• 34, Annasandrapalya, Vimanapura, Bangalore, Karnataka-560017, India
  • (080)-25232749
  • projects@apsabangalore.org
Project Child Help Line In

Child Helpline

APSA runs a 24-hour, toll-free Childline for children in distress. The project, conceived in 1997, is affiliated with the Childline India Foundation, Mumbai which was the first ever toll-free helpline for children in distress. In 2002, the Childline was recognized by the Government as a unique intervention for reaching out to children in distress and conflict situations, and was given membership status on the Childline India Foundation Taskforce under the Ministry of Women and Child Development, Government of India.

The Childline team consists of a Coordinator, para-professionals and volunteers who are trained in child development, sexual health and counselling. APSA also works with 29 police stations around Bangalore city, the Departments of Labour and Women & Child Development to coordinate rescue of children from construction sites, hotels, situations of domestic conflict, abandoned or homeless children or children living on the streets, missing or kidnapped children, child beggars, child victims of physical or sexual abuse and children trafficked for labour or prostitution.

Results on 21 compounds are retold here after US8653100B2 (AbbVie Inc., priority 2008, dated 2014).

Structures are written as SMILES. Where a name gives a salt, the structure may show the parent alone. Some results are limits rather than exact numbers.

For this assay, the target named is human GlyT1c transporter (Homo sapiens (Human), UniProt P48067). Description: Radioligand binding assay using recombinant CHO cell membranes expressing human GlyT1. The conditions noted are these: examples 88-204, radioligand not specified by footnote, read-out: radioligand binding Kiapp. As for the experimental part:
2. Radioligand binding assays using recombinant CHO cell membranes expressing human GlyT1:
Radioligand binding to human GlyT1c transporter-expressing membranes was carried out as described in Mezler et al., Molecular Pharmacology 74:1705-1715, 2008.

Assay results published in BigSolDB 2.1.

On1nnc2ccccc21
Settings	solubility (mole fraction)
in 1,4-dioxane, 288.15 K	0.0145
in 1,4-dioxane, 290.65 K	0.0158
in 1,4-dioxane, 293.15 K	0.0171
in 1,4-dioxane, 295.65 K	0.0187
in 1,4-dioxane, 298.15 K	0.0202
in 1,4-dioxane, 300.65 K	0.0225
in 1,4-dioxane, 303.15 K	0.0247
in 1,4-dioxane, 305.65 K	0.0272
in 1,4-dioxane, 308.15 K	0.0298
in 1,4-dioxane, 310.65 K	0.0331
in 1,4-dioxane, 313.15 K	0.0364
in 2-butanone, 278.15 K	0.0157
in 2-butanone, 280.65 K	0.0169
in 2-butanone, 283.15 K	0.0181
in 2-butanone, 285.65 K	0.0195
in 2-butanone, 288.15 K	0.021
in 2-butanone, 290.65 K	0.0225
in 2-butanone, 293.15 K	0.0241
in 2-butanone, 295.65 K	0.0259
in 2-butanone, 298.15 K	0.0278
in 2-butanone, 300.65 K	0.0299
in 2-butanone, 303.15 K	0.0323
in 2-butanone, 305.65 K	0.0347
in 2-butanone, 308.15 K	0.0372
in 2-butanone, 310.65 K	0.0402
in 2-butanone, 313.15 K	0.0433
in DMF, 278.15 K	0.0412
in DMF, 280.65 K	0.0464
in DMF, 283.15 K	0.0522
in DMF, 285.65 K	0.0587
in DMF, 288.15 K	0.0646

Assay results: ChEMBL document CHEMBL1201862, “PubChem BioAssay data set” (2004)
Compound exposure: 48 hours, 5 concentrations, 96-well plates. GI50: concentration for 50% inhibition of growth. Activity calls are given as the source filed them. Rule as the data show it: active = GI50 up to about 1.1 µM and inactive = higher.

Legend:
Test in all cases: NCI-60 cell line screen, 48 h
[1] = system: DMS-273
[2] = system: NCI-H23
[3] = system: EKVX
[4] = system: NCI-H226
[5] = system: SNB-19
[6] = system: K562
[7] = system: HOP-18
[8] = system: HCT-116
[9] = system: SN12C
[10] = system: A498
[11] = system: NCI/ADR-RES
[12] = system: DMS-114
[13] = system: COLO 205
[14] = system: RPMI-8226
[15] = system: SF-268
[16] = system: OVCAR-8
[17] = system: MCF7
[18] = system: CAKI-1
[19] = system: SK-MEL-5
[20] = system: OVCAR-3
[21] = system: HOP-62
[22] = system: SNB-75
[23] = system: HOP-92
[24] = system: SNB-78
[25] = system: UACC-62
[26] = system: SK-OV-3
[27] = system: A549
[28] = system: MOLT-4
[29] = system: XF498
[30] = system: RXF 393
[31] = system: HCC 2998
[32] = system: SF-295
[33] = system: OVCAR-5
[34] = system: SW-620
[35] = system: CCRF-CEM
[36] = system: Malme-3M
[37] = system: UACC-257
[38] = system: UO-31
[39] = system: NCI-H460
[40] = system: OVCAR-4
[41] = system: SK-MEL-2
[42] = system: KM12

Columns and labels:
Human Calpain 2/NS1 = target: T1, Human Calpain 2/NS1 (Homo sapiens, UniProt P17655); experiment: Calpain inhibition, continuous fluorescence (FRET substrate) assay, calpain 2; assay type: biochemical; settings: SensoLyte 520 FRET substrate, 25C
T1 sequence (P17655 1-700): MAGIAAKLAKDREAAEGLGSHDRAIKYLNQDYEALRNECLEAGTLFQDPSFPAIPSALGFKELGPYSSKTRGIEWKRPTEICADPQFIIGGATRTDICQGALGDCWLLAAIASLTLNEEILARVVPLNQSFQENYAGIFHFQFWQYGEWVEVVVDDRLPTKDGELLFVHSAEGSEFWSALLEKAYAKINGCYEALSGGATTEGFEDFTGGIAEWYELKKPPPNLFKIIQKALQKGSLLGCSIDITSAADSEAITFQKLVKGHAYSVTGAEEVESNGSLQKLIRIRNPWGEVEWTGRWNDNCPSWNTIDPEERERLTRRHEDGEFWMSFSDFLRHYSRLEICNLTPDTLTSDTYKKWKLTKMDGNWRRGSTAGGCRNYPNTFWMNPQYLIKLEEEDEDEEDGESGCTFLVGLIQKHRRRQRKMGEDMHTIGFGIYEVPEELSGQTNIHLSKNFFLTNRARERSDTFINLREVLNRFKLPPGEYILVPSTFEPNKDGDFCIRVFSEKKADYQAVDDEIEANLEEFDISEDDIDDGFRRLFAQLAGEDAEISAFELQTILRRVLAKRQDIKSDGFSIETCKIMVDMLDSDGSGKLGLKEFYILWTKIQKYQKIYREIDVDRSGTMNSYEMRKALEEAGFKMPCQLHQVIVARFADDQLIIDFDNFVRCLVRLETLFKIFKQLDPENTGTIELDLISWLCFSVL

The type of support provided by the Childline ranges from medical support, temporary or long-term shelter, re-uniting rescued children with their families or guardians, protection from abuse and support for children in conflict with the law to facilitating sponsorship support, taking up cases referred by other Childlines in the State, referral services to appropriate institutions, tracing missing children and emotional support and guidance to families of children in distress.

On average, the Childline receives 800 intervention calls annually.

The Childline team also conducts awareness programs on its work, child rights and legal protection systems for children through drives and campaigns in various public places in Bangalore city such as bus stands, auto rickshaw stands, market places, shops and establishments, local stalls, companies and factories, banks, urban homeless areas, hospitals, places of worship, educational institutions and police stations. Printed material (booklets, pamphlets, stickers, posters), puppet shows, street plays, child rights information boards, setting up of information kiosks and screening of documentary films are some of the mediums used to reinforce messages of child rights and child protection among the general public.

The Childline also facilitates training programs for various government departments, civil society organizations (CSOs) and community based organizations (CBOs) on the Juvenile Justice Act and systems, work of the Childline, child rights, Special Juvenile Police Unit (SJPU) and other related legal provisions. Some of the CSOs and CBOs covered include NGOs, SHGs and SHG Federations, Child Rights Clubs and youth collectives. Training has been extended to the Departments of Police, Women and Child Development (Govt. Observation Homes, anganwadis, CDPOs), Social Welfare (Social Welfare hostel wardens), Railway Police, BMTC, Labour (NCLP) and Education (DSERT Directors, Cluster Resource Persons, heads and teachers of schools).